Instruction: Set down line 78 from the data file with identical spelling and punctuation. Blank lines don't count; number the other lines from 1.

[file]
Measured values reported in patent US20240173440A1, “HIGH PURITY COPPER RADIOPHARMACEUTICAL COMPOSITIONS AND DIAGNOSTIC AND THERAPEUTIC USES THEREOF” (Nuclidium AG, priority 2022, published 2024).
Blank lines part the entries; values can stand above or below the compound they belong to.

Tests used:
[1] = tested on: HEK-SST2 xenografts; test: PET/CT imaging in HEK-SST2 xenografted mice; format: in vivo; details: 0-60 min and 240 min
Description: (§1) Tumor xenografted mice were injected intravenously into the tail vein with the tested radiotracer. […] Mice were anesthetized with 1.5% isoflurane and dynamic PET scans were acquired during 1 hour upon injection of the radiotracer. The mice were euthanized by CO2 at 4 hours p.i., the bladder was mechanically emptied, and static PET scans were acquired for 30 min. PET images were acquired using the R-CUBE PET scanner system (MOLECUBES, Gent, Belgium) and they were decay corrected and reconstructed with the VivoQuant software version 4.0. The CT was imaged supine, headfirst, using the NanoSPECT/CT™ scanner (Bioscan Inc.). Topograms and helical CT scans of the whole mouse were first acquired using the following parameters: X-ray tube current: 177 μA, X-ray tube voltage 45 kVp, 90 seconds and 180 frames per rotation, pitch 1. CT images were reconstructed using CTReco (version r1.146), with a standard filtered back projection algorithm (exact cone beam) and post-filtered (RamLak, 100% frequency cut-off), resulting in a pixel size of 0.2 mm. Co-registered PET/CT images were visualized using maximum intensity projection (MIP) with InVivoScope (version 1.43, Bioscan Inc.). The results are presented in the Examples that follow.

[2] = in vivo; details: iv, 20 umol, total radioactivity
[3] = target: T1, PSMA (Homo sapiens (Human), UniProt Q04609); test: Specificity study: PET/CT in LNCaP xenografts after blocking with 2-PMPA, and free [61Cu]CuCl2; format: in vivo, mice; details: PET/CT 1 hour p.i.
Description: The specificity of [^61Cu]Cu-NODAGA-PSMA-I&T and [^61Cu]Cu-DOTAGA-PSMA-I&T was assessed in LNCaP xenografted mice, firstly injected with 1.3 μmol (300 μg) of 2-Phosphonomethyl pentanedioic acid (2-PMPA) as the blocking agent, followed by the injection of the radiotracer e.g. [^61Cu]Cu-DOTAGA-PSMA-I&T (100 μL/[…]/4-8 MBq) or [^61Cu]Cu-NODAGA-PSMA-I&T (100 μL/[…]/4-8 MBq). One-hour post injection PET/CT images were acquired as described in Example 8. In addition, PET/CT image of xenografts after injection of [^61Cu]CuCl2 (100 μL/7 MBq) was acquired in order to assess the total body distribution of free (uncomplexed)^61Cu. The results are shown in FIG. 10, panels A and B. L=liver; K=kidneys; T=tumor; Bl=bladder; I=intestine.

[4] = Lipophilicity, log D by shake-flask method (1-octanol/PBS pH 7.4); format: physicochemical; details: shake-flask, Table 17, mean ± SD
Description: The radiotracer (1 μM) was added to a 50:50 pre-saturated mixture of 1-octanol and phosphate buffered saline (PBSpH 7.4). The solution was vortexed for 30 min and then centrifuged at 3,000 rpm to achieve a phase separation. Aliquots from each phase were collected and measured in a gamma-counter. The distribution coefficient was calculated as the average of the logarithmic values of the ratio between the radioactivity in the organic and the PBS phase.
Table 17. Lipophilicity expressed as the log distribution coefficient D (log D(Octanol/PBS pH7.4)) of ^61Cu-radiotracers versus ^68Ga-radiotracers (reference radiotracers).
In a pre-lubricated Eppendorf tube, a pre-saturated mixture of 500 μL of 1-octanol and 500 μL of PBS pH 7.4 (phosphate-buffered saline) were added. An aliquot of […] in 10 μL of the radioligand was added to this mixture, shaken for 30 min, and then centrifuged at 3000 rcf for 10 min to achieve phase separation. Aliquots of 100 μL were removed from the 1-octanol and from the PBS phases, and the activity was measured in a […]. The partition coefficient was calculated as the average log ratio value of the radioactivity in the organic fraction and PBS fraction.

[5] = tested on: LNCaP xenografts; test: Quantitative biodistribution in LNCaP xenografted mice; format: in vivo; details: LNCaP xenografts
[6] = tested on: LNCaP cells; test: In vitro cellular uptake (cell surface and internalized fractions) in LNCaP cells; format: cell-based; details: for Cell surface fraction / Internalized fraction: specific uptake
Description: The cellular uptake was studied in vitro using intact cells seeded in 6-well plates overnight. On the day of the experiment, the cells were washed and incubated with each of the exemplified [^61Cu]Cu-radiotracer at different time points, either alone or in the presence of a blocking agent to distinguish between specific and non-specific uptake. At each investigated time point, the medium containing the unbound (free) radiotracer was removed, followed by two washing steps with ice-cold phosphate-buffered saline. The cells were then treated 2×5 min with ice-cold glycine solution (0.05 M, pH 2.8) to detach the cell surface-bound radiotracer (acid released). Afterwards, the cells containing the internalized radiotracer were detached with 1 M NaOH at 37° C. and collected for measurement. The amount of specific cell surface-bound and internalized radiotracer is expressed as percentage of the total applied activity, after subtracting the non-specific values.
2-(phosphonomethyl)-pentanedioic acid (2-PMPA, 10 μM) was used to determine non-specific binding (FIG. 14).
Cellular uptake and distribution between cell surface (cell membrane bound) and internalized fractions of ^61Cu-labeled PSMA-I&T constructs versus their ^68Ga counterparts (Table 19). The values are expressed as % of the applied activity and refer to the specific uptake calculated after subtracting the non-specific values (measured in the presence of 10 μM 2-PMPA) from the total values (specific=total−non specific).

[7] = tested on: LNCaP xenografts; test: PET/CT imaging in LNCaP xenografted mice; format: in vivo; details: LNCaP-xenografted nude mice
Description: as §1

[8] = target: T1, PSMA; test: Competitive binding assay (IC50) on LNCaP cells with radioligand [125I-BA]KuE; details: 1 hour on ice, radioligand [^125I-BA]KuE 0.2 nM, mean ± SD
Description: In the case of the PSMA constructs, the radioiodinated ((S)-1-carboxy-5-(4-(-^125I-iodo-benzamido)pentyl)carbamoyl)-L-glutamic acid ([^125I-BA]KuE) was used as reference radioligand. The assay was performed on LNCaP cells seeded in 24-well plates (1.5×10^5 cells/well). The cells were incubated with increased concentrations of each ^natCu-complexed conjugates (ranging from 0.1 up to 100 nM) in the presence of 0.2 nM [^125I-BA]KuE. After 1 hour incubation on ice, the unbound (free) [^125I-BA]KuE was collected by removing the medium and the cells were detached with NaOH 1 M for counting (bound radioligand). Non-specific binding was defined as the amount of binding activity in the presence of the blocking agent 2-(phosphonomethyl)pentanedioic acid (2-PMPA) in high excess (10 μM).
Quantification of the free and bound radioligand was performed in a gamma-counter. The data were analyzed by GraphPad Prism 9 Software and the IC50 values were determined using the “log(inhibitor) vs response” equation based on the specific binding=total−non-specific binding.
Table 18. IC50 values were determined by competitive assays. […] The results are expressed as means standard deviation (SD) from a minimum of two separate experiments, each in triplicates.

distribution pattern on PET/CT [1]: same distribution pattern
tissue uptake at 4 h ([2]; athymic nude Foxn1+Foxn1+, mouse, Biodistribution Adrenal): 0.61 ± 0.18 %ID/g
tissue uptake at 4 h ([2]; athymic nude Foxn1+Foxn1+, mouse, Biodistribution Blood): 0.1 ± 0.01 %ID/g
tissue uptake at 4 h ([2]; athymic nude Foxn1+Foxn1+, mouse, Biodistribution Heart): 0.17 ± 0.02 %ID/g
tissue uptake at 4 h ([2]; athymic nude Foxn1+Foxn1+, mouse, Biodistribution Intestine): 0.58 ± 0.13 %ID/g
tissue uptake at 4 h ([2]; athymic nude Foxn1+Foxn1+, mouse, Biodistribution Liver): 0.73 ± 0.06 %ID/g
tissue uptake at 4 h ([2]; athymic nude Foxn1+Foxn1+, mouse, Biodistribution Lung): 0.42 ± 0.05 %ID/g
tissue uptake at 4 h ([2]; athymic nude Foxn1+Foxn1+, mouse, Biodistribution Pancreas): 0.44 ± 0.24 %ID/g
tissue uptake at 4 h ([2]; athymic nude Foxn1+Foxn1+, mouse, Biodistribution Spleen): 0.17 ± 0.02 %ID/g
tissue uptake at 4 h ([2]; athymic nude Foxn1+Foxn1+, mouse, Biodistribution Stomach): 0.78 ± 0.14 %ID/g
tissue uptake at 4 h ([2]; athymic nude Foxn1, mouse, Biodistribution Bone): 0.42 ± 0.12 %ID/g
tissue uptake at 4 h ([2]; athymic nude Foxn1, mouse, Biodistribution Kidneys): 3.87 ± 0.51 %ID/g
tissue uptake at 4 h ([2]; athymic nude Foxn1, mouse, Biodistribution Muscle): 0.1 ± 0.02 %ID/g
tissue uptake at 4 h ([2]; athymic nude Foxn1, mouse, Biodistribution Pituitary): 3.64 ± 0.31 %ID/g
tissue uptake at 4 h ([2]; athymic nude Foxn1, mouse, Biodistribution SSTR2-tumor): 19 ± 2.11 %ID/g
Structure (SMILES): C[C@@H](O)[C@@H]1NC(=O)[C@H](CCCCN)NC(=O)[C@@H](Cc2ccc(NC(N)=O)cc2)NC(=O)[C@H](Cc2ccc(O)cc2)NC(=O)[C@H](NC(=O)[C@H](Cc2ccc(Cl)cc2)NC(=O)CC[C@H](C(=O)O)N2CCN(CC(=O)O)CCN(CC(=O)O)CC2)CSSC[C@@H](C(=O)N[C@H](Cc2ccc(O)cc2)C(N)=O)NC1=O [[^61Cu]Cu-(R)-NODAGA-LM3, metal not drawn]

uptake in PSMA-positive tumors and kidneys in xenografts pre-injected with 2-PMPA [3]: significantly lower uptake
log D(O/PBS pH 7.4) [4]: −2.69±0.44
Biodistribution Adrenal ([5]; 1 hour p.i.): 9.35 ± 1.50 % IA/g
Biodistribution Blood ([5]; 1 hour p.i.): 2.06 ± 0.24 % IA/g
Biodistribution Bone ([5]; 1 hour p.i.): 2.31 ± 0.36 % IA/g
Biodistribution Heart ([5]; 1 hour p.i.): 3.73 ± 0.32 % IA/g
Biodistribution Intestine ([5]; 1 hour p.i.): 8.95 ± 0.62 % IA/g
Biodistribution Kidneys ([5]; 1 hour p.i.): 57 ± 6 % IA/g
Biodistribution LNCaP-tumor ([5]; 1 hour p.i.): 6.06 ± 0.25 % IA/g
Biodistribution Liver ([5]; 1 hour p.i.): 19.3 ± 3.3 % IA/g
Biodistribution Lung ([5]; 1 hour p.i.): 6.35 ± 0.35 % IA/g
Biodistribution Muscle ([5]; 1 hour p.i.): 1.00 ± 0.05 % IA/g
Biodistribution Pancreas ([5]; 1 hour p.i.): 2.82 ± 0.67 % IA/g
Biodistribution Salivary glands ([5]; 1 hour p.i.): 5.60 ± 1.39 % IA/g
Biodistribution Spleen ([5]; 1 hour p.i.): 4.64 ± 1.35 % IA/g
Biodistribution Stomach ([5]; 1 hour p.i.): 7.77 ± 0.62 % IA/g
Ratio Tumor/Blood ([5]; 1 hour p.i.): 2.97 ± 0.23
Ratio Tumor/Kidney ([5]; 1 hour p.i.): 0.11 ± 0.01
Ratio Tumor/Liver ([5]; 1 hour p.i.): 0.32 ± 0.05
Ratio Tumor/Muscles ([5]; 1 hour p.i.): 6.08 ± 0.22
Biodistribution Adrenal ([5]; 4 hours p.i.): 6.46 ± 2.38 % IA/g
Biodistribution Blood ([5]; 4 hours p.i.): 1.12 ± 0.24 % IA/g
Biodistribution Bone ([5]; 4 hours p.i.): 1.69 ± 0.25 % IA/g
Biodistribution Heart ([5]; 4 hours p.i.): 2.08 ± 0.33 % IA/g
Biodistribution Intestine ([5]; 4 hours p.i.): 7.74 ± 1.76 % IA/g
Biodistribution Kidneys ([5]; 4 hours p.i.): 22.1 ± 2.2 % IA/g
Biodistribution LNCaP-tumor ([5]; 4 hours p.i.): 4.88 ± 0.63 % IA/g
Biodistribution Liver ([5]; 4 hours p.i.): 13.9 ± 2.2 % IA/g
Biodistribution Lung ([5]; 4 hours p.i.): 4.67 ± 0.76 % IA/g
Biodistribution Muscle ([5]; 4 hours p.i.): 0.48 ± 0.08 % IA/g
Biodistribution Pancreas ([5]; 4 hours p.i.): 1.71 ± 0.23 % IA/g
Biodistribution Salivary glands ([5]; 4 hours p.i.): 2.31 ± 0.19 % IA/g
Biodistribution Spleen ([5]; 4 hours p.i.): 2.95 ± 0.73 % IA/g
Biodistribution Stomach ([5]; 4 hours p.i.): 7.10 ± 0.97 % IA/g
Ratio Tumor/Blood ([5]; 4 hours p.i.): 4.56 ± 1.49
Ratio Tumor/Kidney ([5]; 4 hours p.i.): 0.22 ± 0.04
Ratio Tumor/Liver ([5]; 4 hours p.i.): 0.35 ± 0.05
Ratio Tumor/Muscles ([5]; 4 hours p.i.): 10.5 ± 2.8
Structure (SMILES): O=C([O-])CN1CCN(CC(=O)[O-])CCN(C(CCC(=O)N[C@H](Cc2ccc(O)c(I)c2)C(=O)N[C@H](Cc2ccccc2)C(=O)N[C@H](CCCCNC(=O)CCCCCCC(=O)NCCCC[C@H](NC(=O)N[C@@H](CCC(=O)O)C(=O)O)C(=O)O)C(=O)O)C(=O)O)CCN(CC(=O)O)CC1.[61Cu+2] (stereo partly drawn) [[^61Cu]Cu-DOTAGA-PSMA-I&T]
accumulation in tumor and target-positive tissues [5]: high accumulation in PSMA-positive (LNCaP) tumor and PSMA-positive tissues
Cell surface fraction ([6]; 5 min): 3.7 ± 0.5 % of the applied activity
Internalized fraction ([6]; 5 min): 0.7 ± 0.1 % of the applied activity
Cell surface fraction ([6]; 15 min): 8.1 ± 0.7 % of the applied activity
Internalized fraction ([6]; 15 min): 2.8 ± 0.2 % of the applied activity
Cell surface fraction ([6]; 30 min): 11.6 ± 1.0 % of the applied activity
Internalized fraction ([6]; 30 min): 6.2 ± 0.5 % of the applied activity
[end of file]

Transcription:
Structure (SMILES): O=C([O-])CN1CCN(CC(=O)[O-])CCN(C(CCC(=O)N[C@H](Cc2ccc(O)c(I)c2)C(=O)N[C@H](Cc2ccccc2)C(=O)N[C@H](CCCCNC(=O)CCCCCCC(=O)NCCCC[C@H](NC(=O)N[C@@H](CCC(=O)O)C(=O)O)C(=O)O)C(=O)O)C(=O)O)CCN(CC(=O)O)CC1.[61Cu+2] (stereo partly drawn) [[^61Cu]Cu-DOTAGA-PSMA-I&T]